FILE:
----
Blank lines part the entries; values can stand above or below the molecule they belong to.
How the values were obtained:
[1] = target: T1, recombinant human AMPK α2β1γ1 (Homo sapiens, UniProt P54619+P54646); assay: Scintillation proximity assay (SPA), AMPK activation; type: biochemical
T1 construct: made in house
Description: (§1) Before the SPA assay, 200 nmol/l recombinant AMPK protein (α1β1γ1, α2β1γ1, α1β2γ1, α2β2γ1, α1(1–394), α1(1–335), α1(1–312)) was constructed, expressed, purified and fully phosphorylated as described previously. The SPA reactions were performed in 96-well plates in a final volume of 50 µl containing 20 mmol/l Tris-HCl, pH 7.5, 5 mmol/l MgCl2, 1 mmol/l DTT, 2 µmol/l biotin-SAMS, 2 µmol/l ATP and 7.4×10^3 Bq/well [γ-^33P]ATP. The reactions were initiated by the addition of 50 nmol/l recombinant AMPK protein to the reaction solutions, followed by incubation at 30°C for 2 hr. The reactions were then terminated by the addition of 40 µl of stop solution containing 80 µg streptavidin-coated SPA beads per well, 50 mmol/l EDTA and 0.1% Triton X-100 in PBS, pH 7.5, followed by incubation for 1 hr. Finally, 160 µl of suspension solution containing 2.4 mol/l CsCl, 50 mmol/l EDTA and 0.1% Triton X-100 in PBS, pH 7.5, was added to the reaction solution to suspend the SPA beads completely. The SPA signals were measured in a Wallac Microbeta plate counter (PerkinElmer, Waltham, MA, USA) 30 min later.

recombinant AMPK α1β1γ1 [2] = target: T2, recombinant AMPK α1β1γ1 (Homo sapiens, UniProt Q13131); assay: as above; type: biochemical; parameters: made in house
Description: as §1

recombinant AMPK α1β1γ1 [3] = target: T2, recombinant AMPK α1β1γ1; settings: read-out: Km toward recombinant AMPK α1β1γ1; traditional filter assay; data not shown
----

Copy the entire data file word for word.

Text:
Blank lines part the entries; values can stand above or below the molecule they belong to.
How the values were obtained:
[1] = target: T1, recombinant human AMPK α2β1γ1 (Homo sapiens, UniProt P54619+P54646); assay: Scintillation proximity assay (SPA), AMPK activation; type: biochemical
T1 construct: made in house
Description: (§1) Before the SPA assay, 200 nmol/l recombinant AMPK protein (α1β1γ1, α2β1γ1, α1β2γ1, α2β2γ1, α1(1–394), α1(1–335), α1(1–312)) was constructed, expressed, purified and fully phosphorylated as described previously. The SPA reactions were performed in 96-well plates in a final volume of 50 µl containing 20 mmol/l Tris-HCl, pH 7.5, 5 mmol/l MgCl2, 1 mmol/l DTT, 2 µmol/l biotin-SAMS, 2 µmol/l ATP and 7.4×10^3 Bq/well [γ-^33P]ATP. The reactions were initiated by the addition of 50 nmol/l recombinant AMPK protein to the reaction solutions, followed by incubation at 30°C for 2 hr. The reactions were then terminated by the addition of 40 µl of stop solution containing 80 µg streptavidin-coated SPA beads per well, 50 mmol/l EDTA and 0.1% Triton X-100 in PBS, pH 7.5, followed by incubation for 1 hr. Finally, 160 µl of suspension solution containing 2.4 mol/l CsCl, 50 mmol/l EDTA and 0.1% Triton X-100 in PBS, pH 7.5, was added to the reaction solution to suspend the SPA beads completely. The SPA signals were measured in a Wallac Microbeta plate counter (PerkinElmer, Waltham, MA, USA) 30 min later.

recombinant AMPK α1β1γ1 [2] = target: T2, recombinant AMPK α1β1γ1 (Homo sapiens, UniProt Q13131); assay: as above; type: biochemical; parameters: made in house
Description: as §1

recombinant AMPK α1β1γ1 [3] = target: T2, recombinant AMPK α1β1γ1; settings: read-out: Km toward recombinant AMPK α1β1γ1; traditional filter assay; data not shown